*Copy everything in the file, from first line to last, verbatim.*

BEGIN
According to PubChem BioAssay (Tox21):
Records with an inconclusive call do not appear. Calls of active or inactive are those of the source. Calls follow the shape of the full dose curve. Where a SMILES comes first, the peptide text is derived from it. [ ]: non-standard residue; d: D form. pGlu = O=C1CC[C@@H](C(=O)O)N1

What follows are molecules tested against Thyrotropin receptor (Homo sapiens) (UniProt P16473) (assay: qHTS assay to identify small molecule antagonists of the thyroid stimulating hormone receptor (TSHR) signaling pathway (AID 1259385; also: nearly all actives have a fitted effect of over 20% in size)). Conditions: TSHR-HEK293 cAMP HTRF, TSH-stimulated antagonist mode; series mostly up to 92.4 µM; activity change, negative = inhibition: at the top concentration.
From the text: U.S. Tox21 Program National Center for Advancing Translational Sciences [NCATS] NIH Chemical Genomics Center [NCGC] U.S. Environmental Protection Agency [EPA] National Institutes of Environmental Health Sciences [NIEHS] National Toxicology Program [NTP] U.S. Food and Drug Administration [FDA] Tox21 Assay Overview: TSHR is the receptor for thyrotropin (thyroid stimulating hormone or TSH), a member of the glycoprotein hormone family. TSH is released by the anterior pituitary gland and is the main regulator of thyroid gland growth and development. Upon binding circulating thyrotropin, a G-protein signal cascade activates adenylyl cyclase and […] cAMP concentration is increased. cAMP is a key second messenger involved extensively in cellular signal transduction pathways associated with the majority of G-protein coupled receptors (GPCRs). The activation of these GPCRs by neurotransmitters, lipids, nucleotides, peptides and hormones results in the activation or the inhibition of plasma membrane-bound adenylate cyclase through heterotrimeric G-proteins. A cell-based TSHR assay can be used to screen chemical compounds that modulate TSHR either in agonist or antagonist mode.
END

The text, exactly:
According to PubChem BioAssay (Tox21):
Records with an inconclusive call do not appear. Calls of active or inactive are those of the source. Calls follow the shape of the full dose curve. Where a SMILES comes first, the peptide text is derived from it. [ ]: non-standard residue; d: D form. pGlu = O=C1CC[C@@H](C(=O)O)N1

What follows are molecules tested against Thyrotropin receptor (Homo sapiens) (UniProt P16473) (assay: qHTS assay to identify small molecule antagonists of the thyroid stimulating hormone receptor (TSHR) signaling pathway (AID 1259385; also: nearly all actives have a fitted effect of over 20% in size)). Conditions: TSHR-HEK293 cAMP HTRF, TSH-stimulated antagonist mode; series mostly up to 92.4 µM; activity change, negative = inhibition: at the top concentration.
From the text: U.S. Tox21 Program National Center for Advancing Translational Sciences [NCATS] NIH Chemical Genomics Center [NCGC] U.S. Environmental Protection Agency [EPA] National Institutes of Environmental Health Sciences [NIEHS] National Toxicology Program [NTP] U.S. Food and Drug Administration [FDA] Tox21 Assay Overview: TSHR is the receptor for thyrotropin (thyroid stimulating hormone or TSH), a member of the glycoprotein hormone family. TSH is released by the anterior pituitary gland and is the main regulator of thyroid gland growth and development. Upon binding circulating thyrotropin, a G-protein signal cascade activates adenylyl cyclase and […] cAMP concentration is increased. cAMP is a key second messenger involved extensively in cellular signal transduction pathways associated with the majority of G-protein coupled receptors (GPCRs). The activation of these GPCRs by neurotransmitters, lipids, nucleotides, peptides and hormones results in the activation or the inhibition of plasma membrane-bound adenylate cyclase through heterotrimeric G-proteins. A cell-based TSHR assay can be used to screen chemical compounds that modulate TSHR either in agonist or antagonist mode.